Coronavirus myths busted: Mortality rate, symptoms, even virus traits have been misrepresented
What you have been told to believe about coronavirus is, in most cases, just plain wrong.
Whether intentionally, hysterically or mistakenly, many media outlets have run with stories that do not reflect accuracy about the worldwide pandemic. It can be a deadly disease for the elderly with compromised immune systems. It can have serious consequences for some otherwise healthy people.
But fearmongering and panic has set in, contributing to the spread of misinformation.
Myth #1. Coronavirus has a 2-3% mortality rate.
No, it does not. Even ABC News "expert" Sanjay Gupta got this wrong. That number comes from the Chinese Wuhan data. The problem with their data is that it represents those people who were tested for the disease once they were sick, versus total deaths. That is not how a mortality rate is calculated. The correct method uses the number of all that have contracted the disease as the denominator.
Outside of Wuhan, where there has been wider testing of most that had contracted the disease, mortality has been pegged at 0.4 percent based on a report published by the Chinese CDC.
This is how mortality rate is actually figured. (Illustration: ACV Reports)
Mortality on the Princess Cruise off the coast of Japan — the first place that it was certain all exposed were tested — was 0.85 percent and only those over 70 died. In South Korea, which has tested more than 100,000 people, the case fatality rate is 0.65 percent. Our public health bureaucracies are said to be looking into what South Korea is doing to contain the disease, and the answer is likely to be that the math is more accurate, nothing more.
The mortality rate for influenza varies by type and immunization effectiveness, but mortality among those 75 years and older is much higher than for the young and is over 1 percent. So we have mortality rates that are pretty close here.
The statement that in the elderly the coronavirus is about as deadly as the flu is more accurate. You could also say that it’s harder to treat than the flu and that more middle-aged people need intensive care and that these needs can quickly overwhelm health systems.
Myth #2: Coronavirus is aerosolized and the flu is not, hence the spread of this disease is much more than the flu.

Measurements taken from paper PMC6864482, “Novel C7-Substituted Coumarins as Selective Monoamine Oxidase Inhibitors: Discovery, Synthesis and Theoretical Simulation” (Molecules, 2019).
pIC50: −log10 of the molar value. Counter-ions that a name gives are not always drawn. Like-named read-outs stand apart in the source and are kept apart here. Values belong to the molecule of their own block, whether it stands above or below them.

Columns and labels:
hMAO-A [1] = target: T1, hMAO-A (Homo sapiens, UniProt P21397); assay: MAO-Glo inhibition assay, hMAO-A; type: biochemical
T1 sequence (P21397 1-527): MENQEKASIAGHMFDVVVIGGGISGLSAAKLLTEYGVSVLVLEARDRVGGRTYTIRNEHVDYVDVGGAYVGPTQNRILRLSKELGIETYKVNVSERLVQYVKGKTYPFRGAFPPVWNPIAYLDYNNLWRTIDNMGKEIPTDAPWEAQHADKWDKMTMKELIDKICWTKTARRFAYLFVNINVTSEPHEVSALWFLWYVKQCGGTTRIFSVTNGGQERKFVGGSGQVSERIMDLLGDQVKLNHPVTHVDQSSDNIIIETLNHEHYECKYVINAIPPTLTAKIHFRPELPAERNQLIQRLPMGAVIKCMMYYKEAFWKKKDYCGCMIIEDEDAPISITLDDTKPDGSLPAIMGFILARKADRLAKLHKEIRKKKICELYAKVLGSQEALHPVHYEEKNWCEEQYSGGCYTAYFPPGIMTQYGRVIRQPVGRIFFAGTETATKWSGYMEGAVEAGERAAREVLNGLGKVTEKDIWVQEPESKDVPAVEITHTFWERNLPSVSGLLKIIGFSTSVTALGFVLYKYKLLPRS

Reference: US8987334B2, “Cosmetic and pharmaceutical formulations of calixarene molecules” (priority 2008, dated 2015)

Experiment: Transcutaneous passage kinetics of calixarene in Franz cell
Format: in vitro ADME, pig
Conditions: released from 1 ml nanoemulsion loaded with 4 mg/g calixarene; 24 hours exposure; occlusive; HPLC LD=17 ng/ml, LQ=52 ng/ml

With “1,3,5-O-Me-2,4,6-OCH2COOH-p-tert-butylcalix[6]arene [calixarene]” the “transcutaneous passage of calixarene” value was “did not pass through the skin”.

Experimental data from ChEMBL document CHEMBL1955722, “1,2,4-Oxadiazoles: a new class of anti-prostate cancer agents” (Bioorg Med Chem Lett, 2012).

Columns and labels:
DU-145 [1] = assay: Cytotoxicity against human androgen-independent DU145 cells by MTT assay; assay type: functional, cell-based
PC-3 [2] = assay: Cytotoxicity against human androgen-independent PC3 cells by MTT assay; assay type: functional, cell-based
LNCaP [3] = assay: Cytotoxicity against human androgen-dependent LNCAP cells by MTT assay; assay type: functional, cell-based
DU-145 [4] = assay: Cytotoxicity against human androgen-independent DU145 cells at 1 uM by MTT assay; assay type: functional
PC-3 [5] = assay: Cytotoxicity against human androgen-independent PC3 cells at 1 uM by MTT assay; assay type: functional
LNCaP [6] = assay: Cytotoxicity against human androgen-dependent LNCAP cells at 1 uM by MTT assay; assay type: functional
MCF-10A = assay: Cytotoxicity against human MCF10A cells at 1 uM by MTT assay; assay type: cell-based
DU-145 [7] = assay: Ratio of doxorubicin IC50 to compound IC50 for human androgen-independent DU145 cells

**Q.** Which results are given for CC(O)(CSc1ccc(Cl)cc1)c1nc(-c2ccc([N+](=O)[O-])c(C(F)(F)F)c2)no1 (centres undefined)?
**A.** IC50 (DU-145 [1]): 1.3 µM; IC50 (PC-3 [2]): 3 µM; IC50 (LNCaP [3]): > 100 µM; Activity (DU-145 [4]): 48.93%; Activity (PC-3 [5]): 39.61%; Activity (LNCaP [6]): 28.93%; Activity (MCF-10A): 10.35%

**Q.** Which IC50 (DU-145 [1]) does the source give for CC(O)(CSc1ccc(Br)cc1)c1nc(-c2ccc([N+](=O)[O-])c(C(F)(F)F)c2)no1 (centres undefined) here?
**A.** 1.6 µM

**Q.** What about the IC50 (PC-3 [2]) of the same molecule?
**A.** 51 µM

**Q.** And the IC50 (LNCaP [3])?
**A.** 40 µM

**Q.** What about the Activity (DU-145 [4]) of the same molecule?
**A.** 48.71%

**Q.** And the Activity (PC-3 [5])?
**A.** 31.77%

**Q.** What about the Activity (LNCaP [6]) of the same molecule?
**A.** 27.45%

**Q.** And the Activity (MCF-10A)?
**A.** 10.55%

This is utter nonsense. The flu virus is also aerosolized which is the primary way it’s spread.
Myth #3: The coronavirus will ramp up in the US over the next few months and by summer we will become China, a country on lockdown with millions of cases and our health system will crash.
Blogger Liz Specht gets a razzberry for getting this one out there. She claimed by May we would have some 5.4 million cases in the U.S. according to her own pandemic math. The problem is that Liz isn’t a physician, so she seems to have missed the graph put out by the CDC.
Because COVID-19 thrives in the same kind of cold-weather environment as the flu, it will probably run its course by the end of this month. (Illustration: CDC)
The peak months of U.S. viral flu transmission (which this virus will follow as well as it’s primary spread is aerosolization through coughing) are December through March. This is because the survival of viruses in water droplets falls off the map when the temps heat up. Note that in the 36 years graphed here (1982-2018) we have never had a flu peak in April or May. The graph for other viruses looks similar.
Hence, while the spread of the virus may well be somewhat contained by testing and quarantine — unprecedented in the US at this scale — the facts of nature will be the true rate-limiting step in the U.S. pandemic math since warmer weather reduces viral spread.
Myth #4: If you have the symptoms of the common cold, your probably have COVID-19.
I heard this one on a local radio station. It's rubbish.
The main symptoms of COVID-19 are not the sniffles or a runny nose or sneezing. The main symptoms are a fever and a dry cough with or without shortness of breath, as depicted in another CDC graph.
There are significant differences among the three cold-weather diseases going around this year. (Illustration: CDC, WHO)
The coronavirus misinformation machine continues to spin out of control. You can’t turn around without hearing a factoid from usually credible sources that can be easily debunked.
So listen to the CDC and get yourself tested if you have symptoms. Observe strict quarantine protocols if you test positive. If you’re sick and unsure, just stay home. In the meantime, wash your hands, use hand sanitizer,,cover your sneezes and coughs, take a deep breath, and relax.